New York got a taste of those rising waters last autumn when Superstorm Sandy sent waves crashing through the city’s coastal communities. Neighborhoods that were already suffering higher asthma rates due to coal and gas fired power plants suddenly found their homes waterlogged and mold encrusted. Meanwhile, sandbags were stacked high around Wall Street, ensuring that the forces that have used their wealth and influence to keep fossil-fuels burning were shielded from the most severe impacts of the storm they themselves through their investments conjured.

Saturday’s demonstrations represented a large, festive and renewed display of the climate movement that has so far kept the Keystone XL at bay despite powerful financial interests pushing for its construction. Some critics of Draw the Line mobilizations argue that even if the Keystone XL is not built, Alberta tar sands oil will still be extracted and exported either by rail or through Canada’s Eastern and Western ports.

But anti-pipeline activists backed by and a coalition of nationwide partners contend that halting the Keystone XL will strike a blow to the industry as a whole, crippling its access to markets while shifting political momentum toward climate justice.

Elsewhere, approximately 100 Draw the Line activists on Saturday picketed tar sands depots along the waterfront in Mobile, Alabama – the largest rail importer of tar sands oil in the U.S. South.

Mobile resident Kim McCuiston said the city’s tar sands terminals were approved by the volunteer-run Public Service Commission based on misleading documentation from tar sands traffickers at a time when much of the Mobile community was still focused on cleaning up from the 2010 BP oil spill.

Hearings regarding the terminals were held 168 miles away in Montgomery with only a small ad in the back of the local newspaper alerting Mobile residents that they were taking place. Now, between 20 and 40 rail cars carrying raw bitumen crude arrive in the city each day.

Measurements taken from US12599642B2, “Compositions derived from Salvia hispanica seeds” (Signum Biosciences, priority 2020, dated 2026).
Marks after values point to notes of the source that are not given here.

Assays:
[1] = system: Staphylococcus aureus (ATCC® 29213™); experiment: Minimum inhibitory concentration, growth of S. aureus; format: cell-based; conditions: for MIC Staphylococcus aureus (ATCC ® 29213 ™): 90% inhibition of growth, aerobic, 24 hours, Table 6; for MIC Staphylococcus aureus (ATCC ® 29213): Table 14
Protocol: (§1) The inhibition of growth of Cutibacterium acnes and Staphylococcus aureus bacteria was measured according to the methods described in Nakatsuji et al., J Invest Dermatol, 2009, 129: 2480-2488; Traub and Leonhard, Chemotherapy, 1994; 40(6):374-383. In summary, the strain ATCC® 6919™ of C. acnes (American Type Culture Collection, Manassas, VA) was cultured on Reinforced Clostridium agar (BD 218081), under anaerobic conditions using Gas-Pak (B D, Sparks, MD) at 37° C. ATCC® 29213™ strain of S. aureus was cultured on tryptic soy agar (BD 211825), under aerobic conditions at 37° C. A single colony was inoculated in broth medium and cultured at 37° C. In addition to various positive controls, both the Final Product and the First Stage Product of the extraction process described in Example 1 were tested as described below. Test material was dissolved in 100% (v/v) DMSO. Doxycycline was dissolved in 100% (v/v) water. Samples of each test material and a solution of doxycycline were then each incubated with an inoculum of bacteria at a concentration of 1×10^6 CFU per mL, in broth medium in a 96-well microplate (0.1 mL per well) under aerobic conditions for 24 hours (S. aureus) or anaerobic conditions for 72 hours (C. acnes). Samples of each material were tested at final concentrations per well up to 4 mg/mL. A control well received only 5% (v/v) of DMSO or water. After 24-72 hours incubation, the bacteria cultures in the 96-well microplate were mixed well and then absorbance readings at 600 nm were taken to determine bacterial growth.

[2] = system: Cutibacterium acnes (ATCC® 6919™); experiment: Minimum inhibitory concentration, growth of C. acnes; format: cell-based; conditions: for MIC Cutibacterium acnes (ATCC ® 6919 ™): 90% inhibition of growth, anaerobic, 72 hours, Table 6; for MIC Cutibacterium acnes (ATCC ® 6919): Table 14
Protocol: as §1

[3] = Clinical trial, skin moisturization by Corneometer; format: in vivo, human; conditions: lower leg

“There is absolutely no hurricane protection,” McCuiston warns of the depots along the Mobile river. “There are no levies. All it would take is a storm surge similar to Hurricane Katrina and we’re done for.“

Mobile’s historically black neighborhoods, where residents have for decades lived in areas zoned for heavy industry are being hardest hit by the tar sands bonanza. Joe Womack, a resident of the city’s Africatown district, noted that Mobile was once a slave trade hub. Where those in bondage were once brought in their decedents are now suffering the consequences of tar sands going out, including high concentrations of hydrocarbons in the air they breathe and polluted water.

“They’re picking on us because we’re not represented much in politics,” said Womack. “When businesses see water they see dollars, they see industry. We see waterfront communities. We see a fishing peer. We see a welcome center and a historical district that people can visit to learn about our rich past. That’s why we’re banding together.”

McCuiston says she feels a deep sense of solidarity with families in the pipeline’s path and with indigenous peoples living in the vicinity of extraction sites. “This has been devastating to First Nations communities who are having genocide committed against them and I feel like when they ship it down here we’re contributing to it. As human beings we shouldn’t be doing this at all. I believe we have a moral responsibility to each other and to our planet. I don’t want tar sands oil anywhere.”

In a June speech on climate change, President Obama said he would not approve the Keystone XL if it would have an impact on climate change. That’s a little like saying, “I won’t jump out that hundred story window if it means I’ll sprang my ankle.”

Instead, his decision will likely be the result of a political calculation. Whether Obama sides with the Daleks – fossil fuel corporations and their financial backers – or his fellow earthlings could well hinge on whether grassroots efforts against the pipeline can sustain. No matter what happens, the climate movement isn’t stopping with the Keystone XL.

And meanwhile, the sun shines upon us and the wind blows against our faces; subtle reminders that another world is possible should we harness its power like we have that of each other.